Came up with an idea today to go back and refine an issue of Internet literacy I obsessed over earlier but didn’t know how to position in the field. Some work has been done on children’s understanding of genre and intended audience of television shows. It develops in stages, with children first being able to identify cartoons, Sesame Street, the news and a few other genres, then developing more complex genre schemas. In general, though, kids are pretty sophisticated in their understanding of genres. They are also good at identifying target audiences, as in “this is for kids” and “this is for adults.” So as far as their understanding of the intended audience goes, they’re pretty sharp.
But what about their understanding of themselves as a community of watchers? Who else do they think is watching the shows that they do? Do they think, “Everyone watches SpongeBob,” “all kids watch SpongeBob but no adults do,” or “some kids watch SpongeBob and some don’t”? How do they specify to and among themselves the identities and social roles of watchers of various shows? And then, does this television understanding interact with or impact their understanding of the audience of Internet sites?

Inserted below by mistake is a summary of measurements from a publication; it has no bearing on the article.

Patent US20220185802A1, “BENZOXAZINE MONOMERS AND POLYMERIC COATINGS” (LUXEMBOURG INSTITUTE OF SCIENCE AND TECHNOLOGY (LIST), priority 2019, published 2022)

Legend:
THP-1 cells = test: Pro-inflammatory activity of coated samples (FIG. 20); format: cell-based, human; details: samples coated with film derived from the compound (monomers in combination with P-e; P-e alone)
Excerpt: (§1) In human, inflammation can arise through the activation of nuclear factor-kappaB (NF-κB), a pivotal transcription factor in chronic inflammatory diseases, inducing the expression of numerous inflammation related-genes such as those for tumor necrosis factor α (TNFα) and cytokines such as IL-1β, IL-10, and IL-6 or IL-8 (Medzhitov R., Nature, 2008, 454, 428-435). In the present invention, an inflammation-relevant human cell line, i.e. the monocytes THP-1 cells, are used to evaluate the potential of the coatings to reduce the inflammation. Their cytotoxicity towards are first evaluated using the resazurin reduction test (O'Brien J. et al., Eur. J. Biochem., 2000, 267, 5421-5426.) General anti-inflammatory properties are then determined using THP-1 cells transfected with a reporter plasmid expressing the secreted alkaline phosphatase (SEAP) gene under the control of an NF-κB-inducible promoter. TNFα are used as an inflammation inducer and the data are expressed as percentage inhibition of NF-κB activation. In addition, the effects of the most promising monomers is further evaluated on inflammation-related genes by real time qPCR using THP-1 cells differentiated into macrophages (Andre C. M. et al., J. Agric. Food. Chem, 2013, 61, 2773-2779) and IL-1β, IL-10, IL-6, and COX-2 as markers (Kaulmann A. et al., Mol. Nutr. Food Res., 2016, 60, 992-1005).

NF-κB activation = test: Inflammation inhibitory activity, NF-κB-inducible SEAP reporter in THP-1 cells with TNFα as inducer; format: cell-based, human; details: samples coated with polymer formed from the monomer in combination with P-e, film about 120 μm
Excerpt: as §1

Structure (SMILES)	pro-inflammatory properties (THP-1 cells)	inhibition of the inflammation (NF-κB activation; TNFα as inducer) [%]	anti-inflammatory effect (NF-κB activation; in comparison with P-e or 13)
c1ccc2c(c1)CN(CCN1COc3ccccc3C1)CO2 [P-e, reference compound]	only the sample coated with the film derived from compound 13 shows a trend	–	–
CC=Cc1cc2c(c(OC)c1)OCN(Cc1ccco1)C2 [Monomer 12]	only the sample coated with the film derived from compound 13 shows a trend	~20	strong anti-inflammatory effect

It’s a weird way to work — I feel like I developed all these questions earlier on and only now am I coming across a vocabulary and a literature I can draw on to make these questions acceptable to the larger academic community. (And heaven knows I have my own weird conceptions of who’s in that community!) The really annoying thing is I’m still feeling so lost in the overwhelming sea of literature I’m being forced to drink that I don’t have a moment to go back and read what I’ve been absorbing into my earlier questions. It was a complete accident that I thought of this at all.